Health

Third of heads actively looking to leave education sector

The Heads Support Service are ‘unfortunately unsurprised’ by a new report on teacher well-being

The Heads Support Service are ‘unfortunately unsurprised’ by a new report on teacher well-being

Suspensions among pupils return during the second year of the epidemic, but exceptions are still declining


A new study reveals that more than a third of senior leaders are actively looking to leave the education sector, which shows that chiefs are at risk of depression.

The 2022 Teacher Wellbeing Index results were shared exclusively with Schools weekIt also shows the deterioration of mental health and well-being among chiefs, assistants and deputies in recent years.

It comes amid concerns about retention rates in such roles, with a welfare service over the phone for bosses headrest He said he was “unfortunately not surprised” by the report.

In a poll of 707 senior leaders working in primary, secondary, and further education, 67 percent said they had considered leaving the sector in the 2021-22 school year.

This represents an increase of four percentage points from the previous year, when 63 per cent of senior leaders of the charity Education Support – which runs the index – said they had considered leaving education in the past two years.

Of those considering quitting this year, more than half actively sought to quit smoking. This equates to 37 percent of all those surveyed.

Schools week She recently revealed that teacher turnover has risen by a third since before the pandemic.

Too much for school principals

SchoolDash data shows there were 2,127 principal changes in September, when hirings typically peak, up from 1,584 in September 2019 — an increase of 34 percent.

An analysis of official figures by the NAHT Association of School Leaders earlier this year also found that more than a third of new high school presidents have left the profession within five years.

“Unfortunately, this report did not come as a surprise to us: We are very concerned about the loss of several Headrests due to a variety of factors,” said Ross McMullen, Headrest co-founder and co-founder.

It added these included the “oppressive nature” of Ofsted’s inspections, budgetary pressures and “increasing difficulties” in recruiting other staff.

“All of this is proving to be too much for many principals,” McMullen said.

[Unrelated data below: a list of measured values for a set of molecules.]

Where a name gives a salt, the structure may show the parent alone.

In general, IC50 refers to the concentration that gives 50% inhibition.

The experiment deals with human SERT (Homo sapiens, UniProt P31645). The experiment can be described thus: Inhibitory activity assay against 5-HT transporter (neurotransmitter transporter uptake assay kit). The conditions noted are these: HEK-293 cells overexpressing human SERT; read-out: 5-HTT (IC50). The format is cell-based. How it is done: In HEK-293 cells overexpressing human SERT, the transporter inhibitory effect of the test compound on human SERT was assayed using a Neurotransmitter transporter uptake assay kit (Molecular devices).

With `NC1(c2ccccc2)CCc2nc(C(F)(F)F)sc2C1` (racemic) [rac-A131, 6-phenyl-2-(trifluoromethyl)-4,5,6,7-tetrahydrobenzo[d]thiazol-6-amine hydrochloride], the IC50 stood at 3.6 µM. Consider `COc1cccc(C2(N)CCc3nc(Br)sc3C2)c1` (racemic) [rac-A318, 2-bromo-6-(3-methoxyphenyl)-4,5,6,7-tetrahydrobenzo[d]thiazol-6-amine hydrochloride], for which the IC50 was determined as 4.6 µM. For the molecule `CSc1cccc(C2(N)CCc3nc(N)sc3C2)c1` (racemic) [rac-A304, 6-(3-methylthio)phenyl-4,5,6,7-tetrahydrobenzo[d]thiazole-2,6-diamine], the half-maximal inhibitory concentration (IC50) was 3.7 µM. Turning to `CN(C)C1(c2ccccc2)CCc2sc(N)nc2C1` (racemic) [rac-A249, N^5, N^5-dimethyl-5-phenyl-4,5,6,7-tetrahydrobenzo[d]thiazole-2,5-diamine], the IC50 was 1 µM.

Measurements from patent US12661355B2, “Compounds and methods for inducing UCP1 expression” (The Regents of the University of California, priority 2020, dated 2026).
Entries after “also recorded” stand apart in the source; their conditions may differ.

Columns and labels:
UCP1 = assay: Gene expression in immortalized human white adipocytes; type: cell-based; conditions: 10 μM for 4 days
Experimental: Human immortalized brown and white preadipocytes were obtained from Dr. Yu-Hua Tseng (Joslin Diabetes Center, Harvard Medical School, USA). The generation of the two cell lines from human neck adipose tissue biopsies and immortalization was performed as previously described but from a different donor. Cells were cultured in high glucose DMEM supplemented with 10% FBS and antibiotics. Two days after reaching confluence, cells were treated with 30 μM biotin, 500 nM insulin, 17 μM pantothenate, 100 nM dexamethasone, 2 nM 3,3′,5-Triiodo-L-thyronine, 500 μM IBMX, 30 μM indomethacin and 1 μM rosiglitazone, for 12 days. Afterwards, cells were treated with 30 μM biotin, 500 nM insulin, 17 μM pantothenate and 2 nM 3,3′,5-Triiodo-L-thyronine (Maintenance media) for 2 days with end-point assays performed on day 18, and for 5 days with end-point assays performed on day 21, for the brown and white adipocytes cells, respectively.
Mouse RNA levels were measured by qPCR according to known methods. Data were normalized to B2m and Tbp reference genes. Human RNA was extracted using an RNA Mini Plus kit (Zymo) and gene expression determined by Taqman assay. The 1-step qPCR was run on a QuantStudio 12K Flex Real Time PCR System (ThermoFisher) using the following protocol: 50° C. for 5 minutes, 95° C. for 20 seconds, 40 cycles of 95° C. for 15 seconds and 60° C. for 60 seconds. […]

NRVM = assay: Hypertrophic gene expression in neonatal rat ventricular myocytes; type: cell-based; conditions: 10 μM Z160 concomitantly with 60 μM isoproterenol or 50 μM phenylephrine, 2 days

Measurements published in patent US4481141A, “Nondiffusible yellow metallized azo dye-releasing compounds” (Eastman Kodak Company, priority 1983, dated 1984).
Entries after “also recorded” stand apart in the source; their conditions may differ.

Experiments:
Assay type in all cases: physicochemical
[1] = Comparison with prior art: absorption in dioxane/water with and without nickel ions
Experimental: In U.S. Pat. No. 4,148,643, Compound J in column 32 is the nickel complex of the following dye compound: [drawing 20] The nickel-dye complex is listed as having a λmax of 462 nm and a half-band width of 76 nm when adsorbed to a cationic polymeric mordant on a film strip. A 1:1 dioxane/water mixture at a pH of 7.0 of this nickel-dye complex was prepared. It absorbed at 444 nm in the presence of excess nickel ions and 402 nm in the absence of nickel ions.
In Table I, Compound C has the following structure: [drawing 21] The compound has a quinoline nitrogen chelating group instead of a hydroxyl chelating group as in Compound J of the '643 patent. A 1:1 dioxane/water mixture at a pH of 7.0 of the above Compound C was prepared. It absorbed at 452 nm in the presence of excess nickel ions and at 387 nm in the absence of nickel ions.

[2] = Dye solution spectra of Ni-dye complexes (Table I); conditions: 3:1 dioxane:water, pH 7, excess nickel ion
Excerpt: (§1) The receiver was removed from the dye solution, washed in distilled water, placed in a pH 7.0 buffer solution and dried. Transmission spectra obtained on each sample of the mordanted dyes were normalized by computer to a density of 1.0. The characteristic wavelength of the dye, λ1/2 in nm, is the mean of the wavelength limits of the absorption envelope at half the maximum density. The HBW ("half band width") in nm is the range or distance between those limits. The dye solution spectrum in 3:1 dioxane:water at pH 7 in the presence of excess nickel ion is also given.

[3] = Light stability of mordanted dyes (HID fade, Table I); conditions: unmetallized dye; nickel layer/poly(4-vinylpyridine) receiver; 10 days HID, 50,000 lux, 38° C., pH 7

The top leaders in the Education Support survey included directors, directors, deputy directors, and assistants, as well as department heads and deputy heads.

The report shows the average well-being score for senior leaders at 43.37 – the lowest in four years. During lockdowns in 2020, the number was 45.20.

Those with scores between 41 and 45 on the Warwick-Edinburgh Scale of Mental Well-being are considered more likely to experience psychological distress and have an increased risk of depression. The average well-being score for residents of England is 52.40.

“breaking workloads”

When asked if their workplace supports employees with mental health issues, 51 percent of senior leaders say they don’t feel well supported. This was a 10 percent increase in 2020-2021.

They also showed signs of performing worse than other school staff. A total of 37 percent reported signs of burnout – higher than teachers and support staff – and an increase of 5 percent from the previous year.

Ross McMullen said the pressure is great on principals in the education sector
Ross McMullen

Paul Whiteman, general secretary of NAHT, said the report reflected its members’ concerns about “overwhelming workloads” and salary cuts in real terms that left them at a “breaking point”.

“Unless the government acts urgently to restore wages and make school driving an attractive proposition for teaching professionals, the school leadership supply line will dry up.”

The Department of Education has been contacted for comment.


Source: news.google.com

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